Creating value for clients in sophisticated digital marketing
Zach Clayton, CEO of Three Ships Media, has been successfully sailing the vast waters of digital marketing since he started his company in September 2009. The field seems to be a perfect match for him.
“I’ve always been fascinated by the way people communicate ideas, politically and commercially” says Clayton. “So to be at the intersection of media, marketing and technology, is an enormously exciting experience for me.”
Before attending Harvard Business School, Clayton started a small technology company called New Media Campaigns, while he was an undergrad at UNC-Chapel Hill. He says that role gave him experience with the technology side, in addition to his interest in media business. Three Ships Media combines all the elements of marketing services, data information, technology and media.
The company’s name is a play on the discoveries that can come with uncharted waters.
“It’s Three Ships, Christopher Columbus’ Niña, Pinta, and Santa Maria,” explains Clayton. “For a lot of our clients, digital marketing is a new world, and I really like the allusion of helping them navigate their way to a new world.” Employees throw a big party on Columbus Day, in the spirit of the company’s name.
Though Clayton says he feels Three Ships Media is still striving and has many goals ahead, he attributes its current success to some big shifts happening in the world of digital marketing. He explains that there’s a massive migration from traditional media consumption to digital media consumption. Marketing is about going where the audience is, and that audience is now online.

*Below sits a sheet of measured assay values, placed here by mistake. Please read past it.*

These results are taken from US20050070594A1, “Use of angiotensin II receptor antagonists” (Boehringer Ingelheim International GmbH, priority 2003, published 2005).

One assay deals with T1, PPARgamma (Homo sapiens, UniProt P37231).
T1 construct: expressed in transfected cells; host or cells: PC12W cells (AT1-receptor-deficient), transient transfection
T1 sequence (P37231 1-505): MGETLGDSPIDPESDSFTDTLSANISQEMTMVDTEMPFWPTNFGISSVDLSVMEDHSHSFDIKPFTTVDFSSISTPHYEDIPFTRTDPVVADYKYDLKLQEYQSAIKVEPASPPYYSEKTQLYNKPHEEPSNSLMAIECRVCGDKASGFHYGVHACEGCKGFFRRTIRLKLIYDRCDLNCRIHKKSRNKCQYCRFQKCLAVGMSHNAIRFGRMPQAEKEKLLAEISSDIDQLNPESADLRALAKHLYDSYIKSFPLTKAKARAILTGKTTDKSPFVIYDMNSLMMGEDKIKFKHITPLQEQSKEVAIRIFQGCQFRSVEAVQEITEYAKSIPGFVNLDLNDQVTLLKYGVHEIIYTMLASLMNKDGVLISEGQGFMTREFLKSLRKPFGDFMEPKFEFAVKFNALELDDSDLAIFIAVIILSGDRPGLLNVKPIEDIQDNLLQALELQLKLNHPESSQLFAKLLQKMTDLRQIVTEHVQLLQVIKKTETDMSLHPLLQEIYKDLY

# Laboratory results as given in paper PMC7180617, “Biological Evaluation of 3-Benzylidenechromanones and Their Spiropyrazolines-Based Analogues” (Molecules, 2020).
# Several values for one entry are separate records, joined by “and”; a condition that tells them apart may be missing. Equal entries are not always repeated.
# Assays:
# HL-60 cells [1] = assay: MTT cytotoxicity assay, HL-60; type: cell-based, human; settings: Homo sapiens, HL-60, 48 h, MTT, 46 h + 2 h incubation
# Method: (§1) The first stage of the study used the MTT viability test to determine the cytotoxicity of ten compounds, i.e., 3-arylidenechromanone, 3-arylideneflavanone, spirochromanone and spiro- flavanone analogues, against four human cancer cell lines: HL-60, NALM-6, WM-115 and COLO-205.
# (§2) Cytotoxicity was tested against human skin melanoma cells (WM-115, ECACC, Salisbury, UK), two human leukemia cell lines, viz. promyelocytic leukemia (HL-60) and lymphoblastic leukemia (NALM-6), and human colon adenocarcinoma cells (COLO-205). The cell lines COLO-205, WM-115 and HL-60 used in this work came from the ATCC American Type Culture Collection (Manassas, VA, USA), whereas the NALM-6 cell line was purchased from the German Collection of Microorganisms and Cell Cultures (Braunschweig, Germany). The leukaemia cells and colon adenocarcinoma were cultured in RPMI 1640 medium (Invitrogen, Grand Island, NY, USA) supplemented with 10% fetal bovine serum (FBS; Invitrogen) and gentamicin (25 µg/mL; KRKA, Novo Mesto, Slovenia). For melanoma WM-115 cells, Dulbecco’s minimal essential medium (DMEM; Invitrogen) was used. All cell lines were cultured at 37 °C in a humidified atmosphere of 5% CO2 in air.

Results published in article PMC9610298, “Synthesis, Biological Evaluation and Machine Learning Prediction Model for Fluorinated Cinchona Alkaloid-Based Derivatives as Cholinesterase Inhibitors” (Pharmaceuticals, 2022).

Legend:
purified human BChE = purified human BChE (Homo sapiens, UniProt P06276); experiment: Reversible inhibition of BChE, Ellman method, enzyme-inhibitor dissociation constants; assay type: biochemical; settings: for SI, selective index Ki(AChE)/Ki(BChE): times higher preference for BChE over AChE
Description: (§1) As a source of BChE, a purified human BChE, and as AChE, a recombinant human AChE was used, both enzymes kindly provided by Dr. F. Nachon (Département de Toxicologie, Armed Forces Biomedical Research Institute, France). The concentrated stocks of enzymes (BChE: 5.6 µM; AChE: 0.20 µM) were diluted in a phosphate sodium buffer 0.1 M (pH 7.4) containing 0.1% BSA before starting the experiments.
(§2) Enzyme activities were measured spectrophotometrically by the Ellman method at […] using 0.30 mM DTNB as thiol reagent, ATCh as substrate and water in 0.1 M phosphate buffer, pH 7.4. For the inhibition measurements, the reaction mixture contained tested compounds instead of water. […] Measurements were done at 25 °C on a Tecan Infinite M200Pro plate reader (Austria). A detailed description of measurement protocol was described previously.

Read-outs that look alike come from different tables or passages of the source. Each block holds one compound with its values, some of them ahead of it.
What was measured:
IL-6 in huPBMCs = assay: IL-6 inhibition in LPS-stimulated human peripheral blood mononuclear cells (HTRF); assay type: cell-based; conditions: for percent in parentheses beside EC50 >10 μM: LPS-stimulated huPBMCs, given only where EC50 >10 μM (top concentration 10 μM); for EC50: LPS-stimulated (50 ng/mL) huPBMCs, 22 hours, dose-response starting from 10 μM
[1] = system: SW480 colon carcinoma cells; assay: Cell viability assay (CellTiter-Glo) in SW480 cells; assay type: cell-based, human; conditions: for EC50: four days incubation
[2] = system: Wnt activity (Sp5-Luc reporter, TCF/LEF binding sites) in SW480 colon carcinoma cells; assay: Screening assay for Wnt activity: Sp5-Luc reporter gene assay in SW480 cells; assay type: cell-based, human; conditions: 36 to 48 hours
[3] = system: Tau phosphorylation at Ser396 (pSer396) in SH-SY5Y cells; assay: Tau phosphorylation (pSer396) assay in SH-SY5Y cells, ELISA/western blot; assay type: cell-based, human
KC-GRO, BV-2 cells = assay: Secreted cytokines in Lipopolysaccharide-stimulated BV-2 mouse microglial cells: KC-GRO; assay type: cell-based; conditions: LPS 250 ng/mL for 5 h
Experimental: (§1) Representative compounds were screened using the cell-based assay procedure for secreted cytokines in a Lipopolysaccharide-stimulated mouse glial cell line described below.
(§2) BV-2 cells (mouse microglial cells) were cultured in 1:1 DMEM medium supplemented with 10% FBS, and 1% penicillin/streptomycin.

“Marketers haven’t caught up, so just to make sure that marketing dollars are being spent where the audience is paying attention, there’s about a 50 billion dollar shift that needs to move from traditional to digital,” Clayton says. “Second thing is that in that shift from traditional to digital, there’s been a shift in power from sales to marketing. We live in a world where it costs nothing to distribute information, and so now marketers who distribute information are more powerful and play a more important role in the customer decision-making process.”
Customers today have a lot more power as well, because they have access to so much information via the internet.
“When you think about buying an automobile twenty years ago, you had to go to the dealer and the sales guy had all the information,” says Clayton. “You would ask him the questions, and he was the arbiter of information. Who shows up at an automobile dealership today, not knowing anything? They’ve researched it online, they’ve gotten information and so the sales person doesn’t have this information monopoly anymore. That means he’s less valuable.”